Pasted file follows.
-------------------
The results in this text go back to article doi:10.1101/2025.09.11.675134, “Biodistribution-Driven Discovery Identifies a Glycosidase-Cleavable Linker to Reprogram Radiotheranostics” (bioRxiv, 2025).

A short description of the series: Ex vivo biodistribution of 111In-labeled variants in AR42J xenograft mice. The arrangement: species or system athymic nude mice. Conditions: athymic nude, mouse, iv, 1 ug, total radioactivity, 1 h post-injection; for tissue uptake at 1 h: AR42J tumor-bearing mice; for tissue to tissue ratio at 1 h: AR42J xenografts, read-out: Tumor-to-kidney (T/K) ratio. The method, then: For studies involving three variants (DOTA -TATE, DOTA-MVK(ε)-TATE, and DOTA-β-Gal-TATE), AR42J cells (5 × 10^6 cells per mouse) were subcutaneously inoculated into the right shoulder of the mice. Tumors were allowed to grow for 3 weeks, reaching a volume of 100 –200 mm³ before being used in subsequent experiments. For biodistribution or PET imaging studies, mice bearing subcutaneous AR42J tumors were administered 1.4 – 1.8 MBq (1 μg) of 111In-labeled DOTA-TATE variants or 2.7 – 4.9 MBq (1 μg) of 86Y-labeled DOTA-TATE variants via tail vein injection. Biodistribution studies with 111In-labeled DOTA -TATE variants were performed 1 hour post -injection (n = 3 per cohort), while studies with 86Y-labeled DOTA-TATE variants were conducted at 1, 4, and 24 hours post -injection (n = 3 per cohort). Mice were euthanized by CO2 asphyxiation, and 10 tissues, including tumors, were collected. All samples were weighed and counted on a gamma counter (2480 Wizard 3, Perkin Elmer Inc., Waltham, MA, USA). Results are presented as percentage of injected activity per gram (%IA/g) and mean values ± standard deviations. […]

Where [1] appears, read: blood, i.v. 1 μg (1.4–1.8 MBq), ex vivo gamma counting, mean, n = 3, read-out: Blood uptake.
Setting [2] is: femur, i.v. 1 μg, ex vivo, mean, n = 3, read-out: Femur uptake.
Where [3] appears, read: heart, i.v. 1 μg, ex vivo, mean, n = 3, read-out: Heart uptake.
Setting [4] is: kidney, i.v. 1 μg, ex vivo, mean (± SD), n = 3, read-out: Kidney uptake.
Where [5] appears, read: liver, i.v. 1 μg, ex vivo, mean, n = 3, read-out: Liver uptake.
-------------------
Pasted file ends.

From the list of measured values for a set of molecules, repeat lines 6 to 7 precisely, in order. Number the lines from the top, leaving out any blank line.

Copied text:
Setting [4] is: kidney, i.v. 1 μg, ex vivo, mean (± SD), n = 3, read-out: Kidney uptake.
Where [5] appears, read: liver, i.v. 1 μg, ex vivo, mean, n = 3, read-out: Liver uptake.